Print Version    Email to Friend
Asia Bibi leaves Pakistan and joins family in Canada

Lahore (UCAN): Asia Bibi, the Catholic woman who was acquitted of blasphemy after spending eight years on death row in Pakistan, left for Canada on the evening of May 7, her lawyer confirmed.
“She was reunited with her family in Canada more than five hours ago,” Saiful Malook, who represented Bibi in the Supreme Court of Pakistan, said on May 8.
The mother of five had been on death row since being convicted of blasphemy in 2010 and was held in solitary confinement. In a landmark judgment, Pakistan’s Supreme Court quashed her death sentence last October (Sunday Examiner, 11 November 2018) and ordered her immediate release from prison.
The ruling, however, sparked violent nationwide protests that came to an end only after the government agreed to stop Bibi from leaving Pakistan until a challenge to her acquittal was heard by the top court. The court, however, upheld Bibi’s acquittal on January 29, allowing her to exit Pakistan.
Days after the court ruling, she was airlifted from a prison in Multan to the capital, Islamabad, where she was reportedly kept in a safe house due to death threats. There had been conflicting stories about her whereabouts after some Canadian reports stated that she had left Pakistan in January.
According to the Daily Mail, the British daily, Pakistan’s prime minister, Imran Khan, was frequently opposed by the army regarding Bibi’s departure from the Islamic republic.
“The Pakistan army’s objection all the way through was that if they let her go and she went public rubbishing Pakistan, it would be bad for all of them. It was all because the army didn’t want her to go,” the newspaper quoted a source as saying.
Bibi’s two daughters flew to Canada some months ago to start new lives in safety.
“But Asia and her husband could not go with them because Pakistan’s government promised the Taliban mullahs that she would not leave the country. She has been in a terrible limbo ever since, waiting for the government to sort her safe passage but not knowing whether they could achieve it,” the source said.
Bibi was sentenced to death in 2010 after being accused of insulting the Prophet Muhammad by a group of Muslim women who were angry she had drunk from the same water container as them.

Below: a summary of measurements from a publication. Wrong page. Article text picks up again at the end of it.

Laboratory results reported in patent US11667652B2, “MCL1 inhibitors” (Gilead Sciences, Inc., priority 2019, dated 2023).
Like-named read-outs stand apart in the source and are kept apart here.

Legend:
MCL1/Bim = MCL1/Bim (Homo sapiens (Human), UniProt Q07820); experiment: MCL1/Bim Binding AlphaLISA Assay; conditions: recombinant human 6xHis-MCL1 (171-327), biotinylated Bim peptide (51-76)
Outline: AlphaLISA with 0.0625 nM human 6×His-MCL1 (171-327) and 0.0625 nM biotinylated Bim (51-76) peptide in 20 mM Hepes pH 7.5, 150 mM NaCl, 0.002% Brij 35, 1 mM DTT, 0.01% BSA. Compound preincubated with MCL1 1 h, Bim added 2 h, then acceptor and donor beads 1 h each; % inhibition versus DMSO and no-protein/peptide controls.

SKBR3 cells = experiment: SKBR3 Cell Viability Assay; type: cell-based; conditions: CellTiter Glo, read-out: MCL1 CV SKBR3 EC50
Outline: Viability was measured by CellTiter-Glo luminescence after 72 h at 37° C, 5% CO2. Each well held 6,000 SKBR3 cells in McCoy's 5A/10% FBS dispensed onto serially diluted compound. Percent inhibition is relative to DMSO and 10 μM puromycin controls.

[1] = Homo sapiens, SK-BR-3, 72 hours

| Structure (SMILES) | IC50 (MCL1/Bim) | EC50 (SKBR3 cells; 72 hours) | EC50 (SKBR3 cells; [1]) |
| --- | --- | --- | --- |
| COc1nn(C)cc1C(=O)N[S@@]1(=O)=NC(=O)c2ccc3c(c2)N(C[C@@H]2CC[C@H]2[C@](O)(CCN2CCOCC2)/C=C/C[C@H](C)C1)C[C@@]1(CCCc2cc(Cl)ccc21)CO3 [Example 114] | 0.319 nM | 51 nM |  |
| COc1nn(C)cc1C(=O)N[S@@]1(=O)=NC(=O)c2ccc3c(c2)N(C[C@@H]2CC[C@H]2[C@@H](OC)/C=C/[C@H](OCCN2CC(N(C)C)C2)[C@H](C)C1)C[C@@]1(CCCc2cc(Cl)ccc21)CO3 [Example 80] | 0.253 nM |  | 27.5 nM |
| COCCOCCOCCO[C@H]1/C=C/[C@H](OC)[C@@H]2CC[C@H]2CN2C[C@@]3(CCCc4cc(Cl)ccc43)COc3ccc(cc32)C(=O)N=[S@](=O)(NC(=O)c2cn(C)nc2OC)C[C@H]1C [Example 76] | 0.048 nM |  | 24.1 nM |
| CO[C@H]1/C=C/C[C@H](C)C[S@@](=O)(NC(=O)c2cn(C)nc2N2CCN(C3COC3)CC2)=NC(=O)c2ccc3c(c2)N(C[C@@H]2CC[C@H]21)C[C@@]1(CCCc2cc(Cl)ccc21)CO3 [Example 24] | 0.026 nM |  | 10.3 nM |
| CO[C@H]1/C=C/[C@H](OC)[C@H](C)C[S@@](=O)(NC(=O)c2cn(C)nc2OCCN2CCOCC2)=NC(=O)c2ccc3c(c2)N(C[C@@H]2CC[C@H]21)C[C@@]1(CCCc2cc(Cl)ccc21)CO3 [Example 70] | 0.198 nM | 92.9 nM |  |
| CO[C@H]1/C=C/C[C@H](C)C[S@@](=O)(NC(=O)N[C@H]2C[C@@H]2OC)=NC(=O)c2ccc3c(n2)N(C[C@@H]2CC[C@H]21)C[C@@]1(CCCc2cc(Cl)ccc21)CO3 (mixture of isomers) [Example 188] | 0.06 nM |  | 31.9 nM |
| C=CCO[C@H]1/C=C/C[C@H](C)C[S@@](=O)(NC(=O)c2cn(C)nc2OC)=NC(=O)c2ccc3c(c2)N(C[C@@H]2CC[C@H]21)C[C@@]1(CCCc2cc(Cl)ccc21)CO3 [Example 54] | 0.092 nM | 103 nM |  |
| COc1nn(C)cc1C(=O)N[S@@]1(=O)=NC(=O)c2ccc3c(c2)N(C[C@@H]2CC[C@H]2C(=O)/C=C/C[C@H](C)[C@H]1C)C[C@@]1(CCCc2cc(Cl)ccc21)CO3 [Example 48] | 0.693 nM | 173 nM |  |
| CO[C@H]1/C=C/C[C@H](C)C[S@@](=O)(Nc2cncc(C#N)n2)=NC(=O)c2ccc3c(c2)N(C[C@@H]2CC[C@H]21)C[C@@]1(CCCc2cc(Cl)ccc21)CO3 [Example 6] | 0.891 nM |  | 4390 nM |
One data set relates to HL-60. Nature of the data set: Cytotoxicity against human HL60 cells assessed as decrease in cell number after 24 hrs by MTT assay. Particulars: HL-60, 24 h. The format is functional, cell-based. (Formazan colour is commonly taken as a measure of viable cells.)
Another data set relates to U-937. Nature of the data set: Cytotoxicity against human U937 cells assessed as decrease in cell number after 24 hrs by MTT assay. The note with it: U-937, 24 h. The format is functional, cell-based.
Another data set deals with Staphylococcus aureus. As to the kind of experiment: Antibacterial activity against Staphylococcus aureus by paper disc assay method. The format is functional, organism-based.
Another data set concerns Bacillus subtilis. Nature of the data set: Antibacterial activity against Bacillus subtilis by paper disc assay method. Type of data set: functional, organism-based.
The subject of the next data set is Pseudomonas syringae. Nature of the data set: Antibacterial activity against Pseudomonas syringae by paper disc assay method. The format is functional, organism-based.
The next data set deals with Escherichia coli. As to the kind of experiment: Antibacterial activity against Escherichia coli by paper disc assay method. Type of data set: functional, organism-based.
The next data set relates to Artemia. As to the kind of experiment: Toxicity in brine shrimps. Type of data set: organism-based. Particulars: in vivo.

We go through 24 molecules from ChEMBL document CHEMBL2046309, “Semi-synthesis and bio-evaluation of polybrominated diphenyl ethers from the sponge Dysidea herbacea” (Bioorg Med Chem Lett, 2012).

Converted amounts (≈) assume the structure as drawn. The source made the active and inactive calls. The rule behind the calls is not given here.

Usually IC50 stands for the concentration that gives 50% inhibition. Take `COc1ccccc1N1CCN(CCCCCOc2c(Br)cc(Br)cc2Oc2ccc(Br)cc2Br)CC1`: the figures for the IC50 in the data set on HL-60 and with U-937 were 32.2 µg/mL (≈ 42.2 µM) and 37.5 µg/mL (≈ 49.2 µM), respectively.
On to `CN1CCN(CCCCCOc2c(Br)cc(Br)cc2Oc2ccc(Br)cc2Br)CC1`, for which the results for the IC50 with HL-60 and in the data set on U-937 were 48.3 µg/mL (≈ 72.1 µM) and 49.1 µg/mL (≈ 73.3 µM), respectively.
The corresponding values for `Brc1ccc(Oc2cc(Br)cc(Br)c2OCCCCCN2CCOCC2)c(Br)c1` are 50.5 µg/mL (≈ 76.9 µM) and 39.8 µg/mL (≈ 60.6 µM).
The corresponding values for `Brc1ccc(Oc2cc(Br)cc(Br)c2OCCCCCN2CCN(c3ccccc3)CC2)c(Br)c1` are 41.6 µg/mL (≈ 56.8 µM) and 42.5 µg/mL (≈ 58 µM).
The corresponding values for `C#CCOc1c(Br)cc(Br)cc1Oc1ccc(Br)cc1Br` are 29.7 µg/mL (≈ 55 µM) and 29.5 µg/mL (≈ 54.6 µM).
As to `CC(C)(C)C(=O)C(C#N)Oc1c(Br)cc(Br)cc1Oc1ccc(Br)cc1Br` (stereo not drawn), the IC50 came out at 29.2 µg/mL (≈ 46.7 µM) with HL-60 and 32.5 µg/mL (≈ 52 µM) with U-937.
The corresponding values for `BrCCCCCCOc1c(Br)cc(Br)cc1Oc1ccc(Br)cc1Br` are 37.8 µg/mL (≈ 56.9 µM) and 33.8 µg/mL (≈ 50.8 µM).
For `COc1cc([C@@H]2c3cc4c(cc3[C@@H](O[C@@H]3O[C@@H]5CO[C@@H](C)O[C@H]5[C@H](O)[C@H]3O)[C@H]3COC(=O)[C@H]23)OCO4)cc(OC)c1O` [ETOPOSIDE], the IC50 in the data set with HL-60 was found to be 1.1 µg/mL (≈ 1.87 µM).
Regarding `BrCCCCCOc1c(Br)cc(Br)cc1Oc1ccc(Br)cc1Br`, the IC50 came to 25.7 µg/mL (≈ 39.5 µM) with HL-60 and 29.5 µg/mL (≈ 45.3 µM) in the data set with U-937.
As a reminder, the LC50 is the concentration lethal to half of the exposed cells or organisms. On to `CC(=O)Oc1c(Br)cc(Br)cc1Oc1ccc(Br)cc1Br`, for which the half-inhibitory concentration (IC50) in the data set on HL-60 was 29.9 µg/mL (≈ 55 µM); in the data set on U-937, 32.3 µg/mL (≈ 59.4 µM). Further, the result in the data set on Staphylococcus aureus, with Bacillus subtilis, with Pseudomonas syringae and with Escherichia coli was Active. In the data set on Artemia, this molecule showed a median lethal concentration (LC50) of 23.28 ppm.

Joseph Francis, national director of the Centre for Legal Aid Assistance and Settlement, which helps persecuted religious minorities in Pakistan, called Bibi’s departure a victory for Pakistan minorities often targeted by hardline Muslim groups.
“We knew she would leave this week but did not know the exact time. Besides security issues, her travel documents, including passports and identity cards, were being made,” Francis said.
“However, the courts still panic when dealing with victims of blasphemy laws. Their cases go pending for years despite the proven fact that testimonies are fake in such cases. Pakistan must take effective measures to prevent the abuse of blasphemy legislation and the use of violence against religious minorities.”
The Human Rights Commission of Pakistan noted in its 2018 annual report that 18 people became victims of blasphemy laws last year. Sixteen came from Punjab province and one each from Sindh and Khyber Pakhtunkhwa provinces.
In recent developments, CNS reported on May 14, that a militant had posted a video on the Internet boasting that he had arrived in Canada to kill Bibi.
The British Pakistani Christian Association said a number of churches in Pakistan have received threats from militants following Bibi’s release May 8.
Wilson Chowdhry, the association chairperson, said, “It is not known whether the threat made by the man in the video is genuine or not, however, the fact that the video exists is a chilling concern.” He said, “We have informed American, British, Canadian and Pakistani officials.”

More from this section